Defensive Driving Online, And the Definition of Tailgating
Tailgating, in terms of defensive driving online, has become universally known for following too closely to the vehicle in front. The words etymology, however, actually derives from 1868; long before cars or paved roads even existed. Also sharing meaning with today’s trucks, the word tailgate was used to describe a hinged panel capable of swinging on the rear of a wagon. In 1951 the terminology of tailgating made an evolutionary leap to define to current home in road safety vernacular.
The Texas Transportation Code (Sec. 545.062 – FOLLOWING DISTANCE) offers the broad, somewhat nebulous, definition of “tailgating” as for online defensive driving purposes:
“An operator shall, if following another vehicle, maintain an assured clear distance between the two vehicles so that, considering the speed of the vehicles, traffic, and the conditions of the highway, the operator can safely stop without colliding with the preceding vehicle or veering into another vehicle, object, or person on or near the highway.” (http://www.statutes.legis.state.tx.us/docs/TN/htm/TN.545.htm#545.352)
While clearer definitions, that include specific following distances based on speeds driven, have been proposed to the Department of Safety and Transportation, none have been adopted by the state of Texas. Instead, enforcement is left to the individual patrol officer and often subjective.
While receiving a traffic ticket for following too close is less common than other driver safety infraction (making up less than 1 percent of citations in Texas), they do happen. Because of the subjective nature these citations, ‘tailgating’ tickets are often more difficult to have dismissed from a driver’s record.
What Is Defensive Driving Online?
Defensive driving online courses offer drivers a way to dismiss traffic tickets from their record. Left on your driving record, citations can increase your insurance rates. Using online defensive driving programs to keep tickets from appearing on your record is only available for a short window after you receive your ticket – usually 60 days.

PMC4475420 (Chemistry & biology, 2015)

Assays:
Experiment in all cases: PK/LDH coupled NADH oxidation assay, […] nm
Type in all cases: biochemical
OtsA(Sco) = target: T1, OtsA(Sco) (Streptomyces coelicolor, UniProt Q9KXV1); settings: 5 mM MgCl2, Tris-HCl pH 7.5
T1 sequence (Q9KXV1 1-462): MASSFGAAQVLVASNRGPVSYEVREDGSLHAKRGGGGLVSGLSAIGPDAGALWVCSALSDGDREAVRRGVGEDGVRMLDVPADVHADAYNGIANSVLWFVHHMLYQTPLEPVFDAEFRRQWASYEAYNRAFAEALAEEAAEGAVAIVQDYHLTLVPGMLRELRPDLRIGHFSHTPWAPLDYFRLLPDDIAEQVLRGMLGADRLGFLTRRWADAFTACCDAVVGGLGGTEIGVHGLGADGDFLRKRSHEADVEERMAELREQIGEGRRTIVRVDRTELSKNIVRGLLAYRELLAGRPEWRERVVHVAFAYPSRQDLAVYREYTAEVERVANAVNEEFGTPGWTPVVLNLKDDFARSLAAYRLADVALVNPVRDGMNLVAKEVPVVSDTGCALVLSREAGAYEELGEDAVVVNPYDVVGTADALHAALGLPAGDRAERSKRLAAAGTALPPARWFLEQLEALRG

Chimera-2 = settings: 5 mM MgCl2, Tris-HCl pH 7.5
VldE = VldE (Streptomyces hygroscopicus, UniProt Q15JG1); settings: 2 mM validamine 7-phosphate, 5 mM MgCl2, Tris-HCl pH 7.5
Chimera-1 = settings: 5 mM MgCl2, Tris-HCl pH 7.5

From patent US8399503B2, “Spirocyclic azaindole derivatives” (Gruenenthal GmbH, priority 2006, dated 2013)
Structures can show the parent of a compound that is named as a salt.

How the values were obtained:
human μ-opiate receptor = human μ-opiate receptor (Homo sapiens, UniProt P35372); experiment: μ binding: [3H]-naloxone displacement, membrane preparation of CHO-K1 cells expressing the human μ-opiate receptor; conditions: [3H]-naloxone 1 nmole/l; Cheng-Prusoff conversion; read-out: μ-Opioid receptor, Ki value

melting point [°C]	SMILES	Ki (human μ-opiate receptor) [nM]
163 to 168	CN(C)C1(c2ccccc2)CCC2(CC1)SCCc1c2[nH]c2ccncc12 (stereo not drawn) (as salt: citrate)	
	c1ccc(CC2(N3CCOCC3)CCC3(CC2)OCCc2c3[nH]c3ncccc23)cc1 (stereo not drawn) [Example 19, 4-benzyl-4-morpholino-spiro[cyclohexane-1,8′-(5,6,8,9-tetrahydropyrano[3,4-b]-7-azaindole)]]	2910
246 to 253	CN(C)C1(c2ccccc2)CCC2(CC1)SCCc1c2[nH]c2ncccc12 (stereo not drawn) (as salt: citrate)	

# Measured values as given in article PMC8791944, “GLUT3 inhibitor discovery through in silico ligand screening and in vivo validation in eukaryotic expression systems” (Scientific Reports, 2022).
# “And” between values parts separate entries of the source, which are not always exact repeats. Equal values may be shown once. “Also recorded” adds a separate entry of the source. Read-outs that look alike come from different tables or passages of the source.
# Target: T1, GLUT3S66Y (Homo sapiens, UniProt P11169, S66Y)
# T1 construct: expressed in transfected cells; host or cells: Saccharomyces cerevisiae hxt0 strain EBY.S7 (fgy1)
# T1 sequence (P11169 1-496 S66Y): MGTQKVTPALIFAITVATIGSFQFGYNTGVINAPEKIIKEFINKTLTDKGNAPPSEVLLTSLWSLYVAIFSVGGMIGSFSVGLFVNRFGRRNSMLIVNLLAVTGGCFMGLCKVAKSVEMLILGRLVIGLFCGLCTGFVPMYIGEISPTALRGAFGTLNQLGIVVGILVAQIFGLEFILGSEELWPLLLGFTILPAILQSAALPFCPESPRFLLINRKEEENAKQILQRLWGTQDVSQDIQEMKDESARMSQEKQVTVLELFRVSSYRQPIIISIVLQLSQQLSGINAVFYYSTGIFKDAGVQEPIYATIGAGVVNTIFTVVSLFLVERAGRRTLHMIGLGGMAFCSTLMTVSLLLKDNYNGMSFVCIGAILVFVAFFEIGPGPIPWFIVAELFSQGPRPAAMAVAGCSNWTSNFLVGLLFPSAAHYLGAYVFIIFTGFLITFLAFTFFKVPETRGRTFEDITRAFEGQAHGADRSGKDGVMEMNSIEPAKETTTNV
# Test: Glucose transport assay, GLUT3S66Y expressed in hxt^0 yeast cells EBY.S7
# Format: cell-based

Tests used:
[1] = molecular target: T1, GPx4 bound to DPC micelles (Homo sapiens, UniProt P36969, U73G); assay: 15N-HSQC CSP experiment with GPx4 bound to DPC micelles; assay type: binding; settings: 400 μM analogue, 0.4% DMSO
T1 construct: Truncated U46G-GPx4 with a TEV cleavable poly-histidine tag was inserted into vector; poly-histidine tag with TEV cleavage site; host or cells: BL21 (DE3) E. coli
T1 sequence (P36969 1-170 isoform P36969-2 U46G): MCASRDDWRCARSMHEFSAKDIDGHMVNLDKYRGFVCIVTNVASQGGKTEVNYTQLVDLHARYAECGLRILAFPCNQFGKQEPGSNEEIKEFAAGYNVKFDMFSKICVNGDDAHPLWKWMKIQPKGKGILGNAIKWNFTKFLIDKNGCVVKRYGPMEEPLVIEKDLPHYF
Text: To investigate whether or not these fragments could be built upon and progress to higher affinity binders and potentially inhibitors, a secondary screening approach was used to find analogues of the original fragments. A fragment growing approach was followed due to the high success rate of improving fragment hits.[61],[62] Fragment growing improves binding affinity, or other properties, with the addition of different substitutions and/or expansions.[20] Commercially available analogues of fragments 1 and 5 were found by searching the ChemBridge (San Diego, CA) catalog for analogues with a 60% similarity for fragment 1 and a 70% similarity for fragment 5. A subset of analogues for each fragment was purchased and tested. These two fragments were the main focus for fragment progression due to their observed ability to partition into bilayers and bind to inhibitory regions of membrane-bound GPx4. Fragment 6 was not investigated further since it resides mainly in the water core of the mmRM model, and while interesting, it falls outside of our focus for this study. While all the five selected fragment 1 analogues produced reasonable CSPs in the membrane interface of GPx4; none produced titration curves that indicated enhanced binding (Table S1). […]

Unless cited in a school or work zone, or involving other circumstances (such as driving while intoxicated, or driving recklessly) tickets for simple tailgating can often be dismissed by attending (and passing) an online defensive driving course. Online, state-approved, and only $25 in the state of Texas, Defensive Driving Online For Dummies offers drivers a convenient and secure option for keeping unwanted tickets off their record. Traffic infractions left on a drivers record can increase their insurance premiums as much as 20%, per year.
To see if you qualify to dismiss your citation through our online traffic school and driver safety classes, call 1-800-875-4409 or click here to get started and put that Texas traffic ticket behind you.
Defensive Driving Tools For Tailgating
A popular tool taught by defensive driving online programs to ensure a driver has sufficient distance between their vehicle and the one in front is known as the two-second (or three-second) rule. This exercise has the rear driver mark the preceding vehicle’s location as it passes a stationary marker (a parked car, a tree, and so on) on the road. From there, the rear driver counts slowly to two (or three). If the driver does not reach the end of the count before his vehicle reaches the same physical marker, he’s considered too close and should add more distance between their vehicles.
For more information on taking defensive driving online to dismiss a Texas ticket, please visit our Texas Defensive Driving Online page.